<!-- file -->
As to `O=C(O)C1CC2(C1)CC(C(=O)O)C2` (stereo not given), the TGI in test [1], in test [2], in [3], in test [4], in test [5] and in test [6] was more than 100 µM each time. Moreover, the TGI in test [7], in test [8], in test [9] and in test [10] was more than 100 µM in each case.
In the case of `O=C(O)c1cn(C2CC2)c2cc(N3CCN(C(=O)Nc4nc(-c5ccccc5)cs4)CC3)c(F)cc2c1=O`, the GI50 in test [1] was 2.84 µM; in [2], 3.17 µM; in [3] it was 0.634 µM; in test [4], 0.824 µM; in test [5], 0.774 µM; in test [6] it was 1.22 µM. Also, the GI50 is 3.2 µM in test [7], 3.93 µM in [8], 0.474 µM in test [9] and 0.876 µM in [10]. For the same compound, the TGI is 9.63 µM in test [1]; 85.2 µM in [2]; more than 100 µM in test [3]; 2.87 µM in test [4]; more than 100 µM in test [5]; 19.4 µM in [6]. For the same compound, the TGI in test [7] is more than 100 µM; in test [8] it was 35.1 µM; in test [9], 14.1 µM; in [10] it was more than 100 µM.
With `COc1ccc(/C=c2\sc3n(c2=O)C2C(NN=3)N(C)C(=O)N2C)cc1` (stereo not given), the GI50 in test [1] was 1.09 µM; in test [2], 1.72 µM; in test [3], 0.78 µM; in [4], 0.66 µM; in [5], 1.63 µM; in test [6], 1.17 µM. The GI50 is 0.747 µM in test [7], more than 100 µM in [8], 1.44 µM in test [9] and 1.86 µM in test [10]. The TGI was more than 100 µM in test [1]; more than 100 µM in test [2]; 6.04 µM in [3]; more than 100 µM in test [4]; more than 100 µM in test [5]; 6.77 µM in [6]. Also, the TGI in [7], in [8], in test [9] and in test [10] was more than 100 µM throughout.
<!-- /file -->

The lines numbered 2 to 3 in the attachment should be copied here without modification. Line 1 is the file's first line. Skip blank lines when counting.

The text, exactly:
In the case of `O=C(O)c1cn(C2CC2)c2cc(N3CCN(C(=O)Nc4nc(-c5ccccc5)cs4)CC3)c(F)cc2c1=O`, the GI50 in test [1] was 2.84 µM; in [2], 3.17 µM; in [3] it was 0.634 µM; in test [4], 0.824 µM; in test [5], 0.774 µM; in test [6] it was 1.22 µM. Also, the GI50 is 3.2 µM in test [7], 3.93 µM in [8], 0.474 µM in test [9] and 0.876 µM in [10]. For the same compound, the TGI is 9.63 µM in test [1]; 85.2 µM in [2]; more than 100 µM in test [3]; 2.87 µM in test [4]; more than 100 µM in test [5]; 19.4 µM in [6]. For the same compound, the TGI in test [7] is more than 100 µM; in test [8] it was 35.1 µM; in test [9], 14.1 µM; in [10] it was more than 100 µM.
With `COc1ccc(/C=c2\sc3n(c2=O)C2C(NN=3)N(C)C(=O)N2C)cc1` (stereo not given), the GI50 in test [1] was 1.09 µM; in test [2], 1.72 µM; in test [3], 0.78 µM; in [4], 0.66 µM; in [5], 1.63 µM; in test [6], 1.17 µM. The GI50 is 0.747 µM in test [7], more than 100 µM in [8], 1.44 µM in test [9] and 1.86 µM in test [10]. The TGI was more than 100 µM in test [1]; more than 100 µM in test [2]; 6.04 µM in [3]; more than 100 µM in test [4]; more than 100 µM in test [5]; 6.77 µM in [6]. Also, the TGI in [7], in [8], in test [9] and in test [10] was more than 100 µM throughout.